My first real camping trip was a guided journey to the wilderness area surrounding the Oswegatchie River. Earning my freshman college Phys-Ed credits by taking a vacation sounded like a sweet deal to me. All I had to do was spend a couple days camping out to fulfill the PE requirement for my first semester. What a fine adventure!
We left the Finger Lakes on a Friday morning for a two-night outing in the Adirondacks, over 200 miles northeast. Our convey consisted of a couple bus-length vans filled with rugged, outdoorsy college kids (not really), a whole pile of gear, and a trailer loaded with canoes. If I remember correctly our group included three professors, over a dozen guys, and one girl. (How brave was she?)
This was the tail end of the seventies, and most of us smoked. We probably smoked all the way up there, riding inside those vans. (Can you imagine the air quality?) Only one of us thought to bring enough cigarettes to last the entire weekend, but that's getting ahead of the story. Before we returned to the campus we'd learn all about underestimating our provisions.
It was early October. Fall in New York can be gorgeous, or it can be miserable, and sometimes both. We had plenty of sun in the forecast, but a shortage of warmth. Pretty typical. Our camping guides, a trio of weather-hardened outdoorsmen with teaching credentials, assured us we'd be warm enough on the first leg of our sojourn. They were right about that.
A very long drive:
After endless miles on I-81 we finally arrived at the only usable public entry point to the river. A rustic but heavenly general store marked our last sight of civilization. Some of us bought candy and soft drinks; others grabbed an extra pack of Marlboro's. At this point we were still getting acquainted, laughing and joking and sneaking glances at the lone female of the pack.
Next our caravan followed a one-lane "road" deep into the forest. We could have jogged alongside the vans, given the highest speed the lane allowed. I doubt we traveled more than ten miles, but it felt like fifty. Eventually the mighty Oswegatchie appeared at the edge of a clearing. There was just enough room to park the vehicles and unload all those canoes. We dragged the little boats and our half-ton of gear to the water's edge and pushed off on the first leg of our big adventure.
We reach the river:
Maybe we appreciated the splendor of that winding river mountain preserve on a crisp fall day. I doubt it, though; we were all pretty busy rowing like galley slaves. Our nervous chatter, marked by occasional laughter, echoed in the trees that surrounded us as we paddled deeper and deeper into the big woods. The Oswegatchie slithers and winds in a seemingly endless series of oxbows. Sometimes those of us leading could see the tail end of our canoe train through the screen of trees and brush. All of us wondered if we'd make it to camp before dark. We weren't the least bit cold, not yet.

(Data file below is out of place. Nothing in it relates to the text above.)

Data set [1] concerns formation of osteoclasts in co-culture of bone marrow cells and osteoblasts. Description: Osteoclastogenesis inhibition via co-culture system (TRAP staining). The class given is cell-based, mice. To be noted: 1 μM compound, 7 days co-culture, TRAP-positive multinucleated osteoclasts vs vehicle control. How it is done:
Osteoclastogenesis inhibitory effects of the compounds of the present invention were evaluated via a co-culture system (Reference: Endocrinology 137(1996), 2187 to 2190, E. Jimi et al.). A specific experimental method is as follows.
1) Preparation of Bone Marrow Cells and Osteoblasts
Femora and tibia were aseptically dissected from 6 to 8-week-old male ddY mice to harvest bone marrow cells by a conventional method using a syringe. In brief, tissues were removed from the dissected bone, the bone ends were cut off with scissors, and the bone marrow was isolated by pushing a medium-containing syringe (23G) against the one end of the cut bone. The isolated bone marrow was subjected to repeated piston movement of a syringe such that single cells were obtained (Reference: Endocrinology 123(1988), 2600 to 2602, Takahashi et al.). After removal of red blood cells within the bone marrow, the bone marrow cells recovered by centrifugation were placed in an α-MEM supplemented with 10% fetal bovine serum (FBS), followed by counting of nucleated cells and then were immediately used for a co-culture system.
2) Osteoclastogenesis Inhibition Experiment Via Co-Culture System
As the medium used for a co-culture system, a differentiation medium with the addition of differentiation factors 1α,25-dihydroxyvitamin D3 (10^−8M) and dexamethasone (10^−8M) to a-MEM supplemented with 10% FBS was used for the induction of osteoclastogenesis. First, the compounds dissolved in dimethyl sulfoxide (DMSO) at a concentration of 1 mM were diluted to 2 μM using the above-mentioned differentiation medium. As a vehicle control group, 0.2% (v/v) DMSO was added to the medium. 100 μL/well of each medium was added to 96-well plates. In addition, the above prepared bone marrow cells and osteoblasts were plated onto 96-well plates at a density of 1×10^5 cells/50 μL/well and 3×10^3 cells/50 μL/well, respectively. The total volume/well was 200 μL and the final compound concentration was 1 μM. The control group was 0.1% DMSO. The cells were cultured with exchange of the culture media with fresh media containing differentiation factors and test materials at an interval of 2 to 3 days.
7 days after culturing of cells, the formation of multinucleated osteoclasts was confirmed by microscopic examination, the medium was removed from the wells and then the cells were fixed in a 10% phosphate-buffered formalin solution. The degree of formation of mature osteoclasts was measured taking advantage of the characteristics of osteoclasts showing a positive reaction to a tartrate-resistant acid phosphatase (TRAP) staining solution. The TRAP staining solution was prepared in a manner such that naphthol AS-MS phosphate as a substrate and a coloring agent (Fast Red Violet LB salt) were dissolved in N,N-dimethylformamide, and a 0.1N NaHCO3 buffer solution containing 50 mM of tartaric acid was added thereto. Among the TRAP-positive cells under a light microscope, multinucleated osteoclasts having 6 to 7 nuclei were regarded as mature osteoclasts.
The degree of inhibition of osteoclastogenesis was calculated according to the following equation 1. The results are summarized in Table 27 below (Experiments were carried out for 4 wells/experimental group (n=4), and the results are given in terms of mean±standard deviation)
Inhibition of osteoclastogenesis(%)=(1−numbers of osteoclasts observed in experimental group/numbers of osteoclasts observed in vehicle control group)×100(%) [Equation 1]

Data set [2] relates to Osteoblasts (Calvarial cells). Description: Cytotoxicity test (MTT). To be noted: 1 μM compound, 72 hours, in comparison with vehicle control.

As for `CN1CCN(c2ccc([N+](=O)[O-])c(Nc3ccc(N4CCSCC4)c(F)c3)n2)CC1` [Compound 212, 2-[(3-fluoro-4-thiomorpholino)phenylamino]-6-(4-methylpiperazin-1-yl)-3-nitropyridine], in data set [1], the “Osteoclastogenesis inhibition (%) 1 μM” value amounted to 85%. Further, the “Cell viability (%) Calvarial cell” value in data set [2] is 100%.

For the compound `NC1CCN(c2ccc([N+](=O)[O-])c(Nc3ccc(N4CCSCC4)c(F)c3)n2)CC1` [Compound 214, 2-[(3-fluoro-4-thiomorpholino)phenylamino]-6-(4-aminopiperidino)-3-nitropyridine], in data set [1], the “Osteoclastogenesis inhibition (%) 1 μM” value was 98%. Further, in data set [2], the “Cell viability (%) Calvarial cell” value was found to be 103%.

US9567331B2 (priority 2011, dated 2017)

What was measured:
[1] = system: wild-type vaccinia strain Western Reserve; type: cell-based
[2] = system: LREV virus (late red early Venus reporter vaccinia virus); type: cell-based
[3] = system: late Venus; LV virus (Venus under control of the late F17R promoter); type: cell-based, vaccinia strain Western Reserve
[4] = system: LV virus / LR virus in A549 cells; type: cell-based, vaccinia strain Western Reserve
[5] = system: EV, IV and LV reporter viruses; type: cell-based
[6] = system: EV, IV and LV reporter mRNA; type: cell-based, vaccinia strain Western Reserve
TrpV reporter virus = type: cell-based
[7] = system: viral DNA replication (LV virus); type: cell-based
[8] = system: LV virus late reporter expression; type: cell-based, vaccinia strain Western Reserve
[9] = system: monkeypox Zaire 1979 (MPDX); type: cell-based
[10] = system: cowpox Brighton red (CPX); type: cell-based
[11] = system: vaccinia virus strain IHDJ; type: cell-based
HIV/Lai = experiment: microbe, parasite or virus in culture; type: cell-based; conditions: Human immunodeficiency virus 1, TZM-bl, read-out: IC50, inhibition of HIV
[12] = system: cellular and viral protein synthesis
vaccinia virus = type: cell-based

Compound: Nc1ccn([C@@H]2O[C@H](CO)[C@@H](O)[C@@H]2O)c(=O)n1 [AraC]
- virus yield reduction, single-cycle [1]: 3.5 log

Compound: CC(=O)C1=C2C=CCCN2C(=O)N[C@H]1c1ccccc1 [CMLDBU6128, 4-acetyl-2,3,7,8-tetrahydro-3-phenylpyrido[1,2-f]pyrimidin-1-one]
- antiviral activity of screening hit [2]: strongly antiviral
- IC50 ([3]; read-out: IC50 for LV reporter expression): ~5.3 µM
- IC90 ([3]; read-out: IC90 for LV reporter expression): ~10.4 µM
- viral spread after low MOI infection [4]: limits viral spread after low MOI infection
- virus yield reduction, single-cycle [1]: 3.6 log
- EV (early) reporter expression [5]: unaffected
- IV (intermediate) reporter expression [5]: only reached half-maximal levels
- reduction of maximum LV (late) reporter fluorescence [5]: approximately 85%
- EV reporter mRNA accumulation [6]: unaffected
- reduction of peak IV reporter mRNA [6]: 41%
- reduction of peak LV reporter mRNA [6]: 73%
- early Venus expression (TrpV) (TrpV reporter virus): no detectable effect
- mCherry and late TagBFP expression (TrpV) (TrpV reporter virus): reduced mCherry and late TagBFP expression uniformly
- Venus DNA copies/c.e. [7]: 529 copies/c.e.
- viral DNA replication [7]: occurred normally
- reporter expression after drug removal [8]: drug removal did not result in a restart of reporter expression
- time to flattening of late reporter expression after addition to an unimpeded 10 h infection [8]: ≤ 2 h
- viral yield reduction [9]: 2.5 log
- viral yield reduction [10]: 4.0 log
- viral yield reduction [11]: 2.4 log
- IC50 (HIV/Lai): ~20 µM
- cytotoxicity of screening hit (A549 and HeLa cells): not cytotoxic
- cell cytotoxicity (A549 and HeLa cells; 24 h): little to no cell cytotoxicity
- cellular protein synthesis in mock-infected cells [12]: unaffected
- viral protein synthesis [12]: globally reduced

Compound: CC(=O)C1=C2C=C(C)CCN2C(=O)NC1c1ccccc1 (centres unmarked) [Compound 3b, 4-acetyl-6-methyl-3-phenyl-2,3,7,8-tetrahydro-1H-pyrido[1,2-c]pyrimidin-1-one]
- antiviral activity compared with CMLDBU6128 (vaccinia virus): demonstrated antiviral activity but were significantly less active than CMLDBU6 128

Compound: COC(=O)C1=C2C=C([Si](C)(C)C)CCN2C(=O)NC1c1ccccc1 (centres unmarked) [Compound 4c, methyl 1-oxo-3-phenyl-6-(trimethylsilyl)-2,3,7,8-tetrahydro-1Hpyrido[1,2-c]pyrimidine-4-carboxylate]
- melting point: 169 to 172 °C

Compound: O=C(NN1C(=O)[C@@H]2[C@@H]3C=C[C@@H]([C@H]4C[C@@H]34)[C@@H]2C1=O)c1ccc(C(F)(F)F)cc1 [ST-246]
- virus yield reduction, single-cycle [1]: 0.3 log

We arrive at camp:
Eventually, after ten or twenty hours of hard labor (a slight exaggeration), we reached a clearing by the river. We staggered to shore, dragging our watercraft and assessing our accommodations. We had lean-to's! Some hard-working men, left unemployed by the ravages of The Great Depression, had built us a couple of solid dirt-floored shelters. Our professors had brought a tent for the grown-ups.
We probably had hot dogs for dinner. That memory eludes me completely. Did we make the girl do the cooking? I hope not. We did find out, once we were a thousand miles from home, that her boyfriend was along for the trip. So much for whatever romantic ideas the rest of us had. We finished the last of our hoarded snacks before the sundown, too. It was going to be a long weekend.
By now I'm sure you realize that once the sun had set the temperature began to plummet. We were mostly small-city kids; what did we know about cold in the mountains? The usual cure for sudden chill involves sharing body heat. That wasn't going to work. We slept in our flannel shirts and jeans, shivering with our cheap sleeping bags pulled up over our heads. The heat from the evening's campfire didn't reach our open-fronted shelters at all.
The beautiful fall sun returned in the morning, of course. Our uncontrollable shivering subsided once we'd ingested some breakfast. Too bad all the life-giving chocolate bars were gone. As soon as the dishes were done (the girl? No, we all pitched in, didn't we?), our tour guides led us on a fifty mile hike in the hills. (Close enough.) That warmed us up. We all knew it would get dark again sooner or later, though.
What happened after that?
It's funny, but I don't remember much of anything after that. Perhaps we hiked far enough to exhaust us all by nightfall, so that we could sleep blissfully unaware of the numbing cold. The only other detail I can recall is that the one guy who'd been smart enough to bring a whole carton of Marlboro's was treated like a minor deity. I'm also sure that all that smoking didn't help our hypothermia one bit.
We must have reversed our river journey and returned to the launching point sometime on Sunday morning. I remember the sound of the little bell on the door to the general store. Maybe I was asleep until we walked back into the rousing aroma of beef jerky, Hershey bars, and burnt coffee. I'll bet we dropped a couple hundred dollars in that store before we got back into the vans for the long drive home.
I'm pretty sure we had the time of our lives.
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I'll publish more First Camping Trip stories here in the coming weeks. We have three or four qued up right now. Want to have your first trip story considered for publication here? Leave a comment that links back to you. ~Jim
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